Promiscuity of carbonic anhydrase II: Unexpected ester hydrolysis of carbohydrate-based sulfamate inhibitors

Lopez, Marie, Vu. Hoan, Wang, Conan K., Wolf, Maarten G., Groenhof, Gerrit, Innocentis, Alessio, Supuran, Claudiu T. and Poulsen, Sally-Ann (2011) Promiscuity of carbonic anhydrase II: Unexpected ester hydrolysis of carbohydrate-based sulfamate inhibitors. Journal of The American Chemical Society, 133 45: 18452-18462. doi:10.1021/ja207855c

Author Lopez, Marie
Vu. Hoan
Wang, Conan K.
Wolf, Maarten G.
Groenhof, Gerrit
Innocentis, Alessio
Supuran, Claudiu T.
Poulsen, Sally-Ann
Title Promiscuity of carbonic anhydrase II: Unexpected ester hydrolysis of carbohydrate-based sulfamate inhibitors
Journal name Journal of The American Chemical Society   Check publisher's open access policy
ISSN 0002-7863
Publication date 2011-11-16
Sub-type Article (original research)
DOI 10.1021/ja207855c
Volume 133
Issue 45
Start page 18452
End page 18462
Total pages 11
Place of publication Washington, DC, U.S.A.
Publisher American Chemical Society
Collection year 2012
Language eng
Formatted abstract
Carbonic anhydrases (CAs) are enzymes whose endogenous reaction is the reversible hydration of CO2 to give HCO3 and a proton. CA are also known to exhibit weak and promiscuous esterase activity toward activated esters. Here, we report a series of findings obtained with a set of CA inhibitors that showed quite unexpectedly that the compounds were both inhibitors of CO2 hydration and substrates for the esterase activity of CA. The compounds comprised a monosaccharide core with the C-6 primary hydroxyl group derivatized as a sulfamate (for CA recognition). The remaining four sugar hydroxyl groups were acylated. Using protein X-ray crystallography, the crystal structures of human CA II in complex with four of the sulfamate inhibitors were obtained. As expected, the four structures displayed the canonical CA protein–sulfamate interactions. Unexpectedly, a free hydroxyl group was observed at the anomeric center (C-1) rather than the parent C-1 acyl group. In addition, this hydroxyl group is observed axial to the carbohydrate ring while in the parent structure it is equatorial. A mechanism is proposed that accounts for this inversion of stereochemistry. For three of the inhibitors, the acyl groups at C-2 or at C-2 and C-3 were also absent with hydroxyl groups observed in their place and retention of stereochemistry. With the use of electrospray ionization–Fourier transform ion cyclotron resonance–mass spectrometry (ESI–FTICR–MS), we observed directly the sequential loss of all four acyl groups from one of the carbohydrate-based sulfamates. For this compound, the inhibitor and substrate binding mode were further analyzed using free energy calculations. These calculations suggested that the parent compound binds almost exclusively as a substrate. To conclude, we have demonstrated that acylated carbohydrate-based sulfamates are simultaneously inhibitor and substrate of human CA II. Our results suggest that, initially, the substrate binding mode dominates, but following hydrolysis, the ligand can also bind as a pure inhibitor thereby competing with the substrate binding mode.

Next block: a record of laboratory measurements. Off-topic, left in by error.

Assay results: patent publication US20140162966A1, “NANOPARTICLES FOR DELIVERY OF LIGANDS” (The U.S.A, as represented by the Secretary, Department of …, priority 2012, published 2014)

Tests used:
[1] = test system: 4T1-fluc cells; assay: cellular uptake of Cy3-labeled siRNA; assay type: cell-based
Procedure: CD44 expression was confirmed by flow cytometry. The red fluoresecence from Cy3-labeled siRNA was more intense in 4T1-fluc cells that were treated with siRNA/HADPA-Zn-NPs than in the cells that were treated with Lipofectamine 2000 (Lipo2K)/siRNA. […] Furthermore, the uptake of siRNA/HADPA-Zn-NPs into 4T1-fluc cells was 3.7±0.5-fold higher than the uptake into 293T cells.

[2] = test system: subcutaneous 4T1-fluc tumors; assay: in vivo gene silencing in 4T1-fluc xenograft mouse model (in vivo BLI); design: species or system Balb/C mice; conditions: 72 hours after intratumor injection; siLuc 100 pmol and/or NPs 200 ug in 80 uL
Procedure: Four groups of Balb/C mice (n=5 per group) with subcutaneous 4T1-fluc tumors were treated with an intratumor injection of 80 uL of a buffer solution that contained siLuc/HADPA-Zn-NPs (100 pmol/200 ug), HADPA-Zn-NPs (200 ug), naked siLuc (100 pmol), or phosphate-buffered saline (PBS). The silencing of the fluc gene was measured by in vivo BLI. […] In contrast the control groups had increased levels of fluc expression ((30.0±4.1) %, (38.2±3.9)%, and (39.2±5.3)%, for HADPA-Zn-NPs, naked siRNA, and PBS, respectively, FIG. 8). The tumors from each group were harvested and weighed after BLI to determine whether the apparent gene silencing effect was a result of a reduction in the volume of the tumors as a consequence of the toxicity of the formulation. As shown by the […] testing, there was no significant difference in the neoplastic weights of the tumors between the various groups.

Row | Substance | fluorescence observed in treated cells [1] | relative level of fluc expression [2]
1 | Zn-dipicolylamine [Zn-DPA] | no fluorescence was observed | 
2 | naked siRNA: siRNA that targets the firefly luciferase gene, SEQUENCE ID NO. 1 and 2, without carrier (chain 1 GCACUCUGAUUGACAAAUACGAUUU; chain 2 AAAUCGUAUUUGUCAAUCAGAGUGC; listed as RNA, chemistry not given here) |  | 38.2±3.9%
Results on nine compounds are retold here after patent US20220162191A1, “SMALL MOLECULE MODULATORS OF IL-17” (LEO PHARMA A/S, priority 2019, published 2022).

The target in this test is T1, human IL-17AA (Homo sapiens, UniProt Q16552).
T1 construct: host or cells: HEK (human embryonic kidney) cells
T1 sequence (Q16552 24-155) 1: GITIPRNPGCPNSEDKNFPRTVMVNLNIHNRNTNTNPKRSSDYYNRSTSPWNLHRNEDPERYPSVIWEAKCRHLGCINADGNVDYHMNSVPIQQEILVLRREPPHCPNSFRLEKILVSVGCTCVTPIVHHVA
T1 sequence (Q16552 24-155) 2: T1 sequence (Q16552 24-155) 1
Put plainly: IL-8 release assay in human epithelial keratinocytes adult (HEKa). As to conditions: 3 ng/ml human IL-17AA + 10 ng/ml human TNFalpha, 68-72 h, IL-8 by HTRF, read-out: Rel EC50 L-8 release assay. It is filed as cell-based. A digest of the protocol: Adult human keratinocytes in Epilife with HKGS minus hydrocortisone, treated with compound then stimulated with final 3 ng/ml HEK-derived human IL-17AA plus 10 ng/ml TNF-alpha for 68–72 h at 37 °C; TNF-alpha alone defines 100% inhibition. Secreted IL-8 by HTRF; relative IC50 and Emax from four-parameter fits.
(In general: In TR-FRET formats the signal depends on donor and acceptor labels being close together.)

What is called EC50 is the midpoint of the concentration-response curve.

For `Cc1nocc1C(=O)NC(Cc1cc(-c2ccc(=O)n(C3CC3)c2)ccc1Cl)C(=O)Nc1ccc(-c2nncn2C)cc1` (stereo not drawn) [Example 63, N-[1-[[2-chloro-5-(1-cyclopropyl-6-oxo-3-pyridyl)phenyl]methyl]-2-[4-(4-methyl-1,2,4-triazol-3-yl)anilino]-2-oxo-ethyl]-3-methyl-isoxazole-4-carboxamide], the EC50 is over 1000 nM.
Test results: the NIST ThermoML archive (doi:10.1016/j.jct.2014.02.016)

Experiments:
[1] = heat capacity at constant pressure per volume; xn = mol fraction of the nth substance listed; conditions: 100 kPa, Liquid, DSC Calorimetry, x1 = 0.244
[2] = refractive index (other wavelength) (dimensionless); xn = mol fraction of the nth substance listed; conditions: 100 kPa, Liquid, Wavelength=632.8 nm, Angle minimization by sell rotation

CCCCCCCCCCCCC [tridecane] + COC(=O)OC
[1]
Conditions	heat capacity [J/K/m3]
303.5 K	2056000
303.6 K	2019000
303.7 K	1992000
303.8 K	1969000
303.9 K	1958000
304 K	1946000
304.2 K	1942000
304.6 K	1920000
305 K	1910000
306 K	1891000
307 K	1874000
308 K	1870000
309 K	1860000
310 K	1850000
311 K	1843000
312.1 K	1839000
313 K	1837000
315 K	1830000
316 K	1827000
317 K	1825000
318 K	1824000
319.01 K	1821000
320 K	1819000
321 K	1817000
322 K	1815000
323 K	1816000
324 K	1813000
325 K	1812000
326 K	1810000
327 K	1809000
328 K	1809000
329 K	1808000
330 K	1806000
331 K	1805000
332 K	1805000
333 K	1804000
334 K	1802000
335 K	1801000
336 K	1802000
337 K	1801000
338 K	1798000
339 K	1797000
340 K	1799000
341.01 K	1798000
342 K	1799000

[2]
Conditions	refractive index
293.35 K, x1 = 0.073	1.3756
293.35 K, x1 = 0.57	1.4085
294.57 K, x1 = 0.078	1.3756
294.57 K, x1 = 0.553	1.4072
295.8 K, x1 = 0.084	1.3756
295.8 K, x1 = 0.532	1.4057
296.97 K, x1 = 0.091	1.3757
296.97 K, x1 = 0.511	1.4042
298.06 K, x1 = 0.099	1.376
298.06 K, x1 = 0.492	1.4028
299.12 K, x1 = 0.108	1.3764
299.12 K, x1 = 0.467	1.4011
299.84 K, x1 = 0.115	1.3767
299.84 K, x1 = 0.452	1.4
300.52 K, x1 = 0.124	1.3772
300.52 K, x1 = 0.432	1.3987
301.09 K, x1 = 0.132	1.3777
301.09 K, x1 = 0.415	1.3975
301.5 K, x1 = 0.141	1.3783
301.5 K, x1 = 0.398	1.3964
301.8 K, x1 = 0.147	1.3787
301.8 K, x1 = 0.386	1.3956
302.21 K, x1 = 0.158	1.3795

Q-Index Code C1
Q-Index Status Provisional Code
Institutional Status Non-UQ
Additional Notes Conan Wang was not affiliated with UQ at time of publication

Document type: Journal Article
Sub-type: Article (original research)
Collections: Non HERDC
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Created: Fri, 20 Jan 2012, 12:05:09 EST by Susan Allen on behalf of Institute for Molecular Bioscience